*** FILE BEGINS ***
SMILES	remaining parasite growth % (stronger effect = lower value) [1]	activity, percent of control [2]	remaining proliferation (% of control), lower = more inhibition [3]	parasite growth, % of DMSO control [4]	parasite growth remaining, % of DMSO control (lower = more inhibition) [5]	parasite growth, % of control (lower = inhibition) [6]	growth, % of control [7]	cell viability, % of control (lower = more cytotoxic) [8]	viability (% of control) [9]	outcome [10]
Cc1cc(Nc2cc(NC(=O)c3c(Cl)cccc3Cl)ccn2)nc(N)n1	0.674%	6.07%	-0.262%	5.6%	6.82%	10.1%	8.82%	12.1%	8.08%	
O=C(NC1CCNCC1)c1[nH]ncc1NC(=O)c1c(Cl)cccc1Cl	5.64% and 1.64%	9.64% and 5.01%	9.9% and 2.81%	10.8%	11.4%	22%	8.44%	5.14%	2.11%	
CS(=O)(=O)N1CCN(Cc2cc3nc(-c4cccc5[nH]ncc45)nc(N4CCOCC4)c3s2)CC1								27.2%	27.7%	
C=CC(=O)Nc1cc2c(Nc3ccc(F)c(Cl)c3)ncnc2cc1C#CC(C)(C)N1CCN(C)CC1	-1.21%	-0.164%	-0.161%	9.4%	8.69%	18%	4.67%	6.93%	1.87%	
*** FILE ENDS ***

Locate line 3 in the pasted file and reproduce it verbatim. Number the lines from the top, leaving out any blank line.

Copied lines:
O=C(NC1CCNCC1)c1[nH]ncc1NC(=O)c1c(Cl)cccc1Cl	5.64% and 1.64%	9.64% and 5.01%	9.9% and 2.81%	10.8%	11.4%	22%	8.44%	5.14%	2.11%	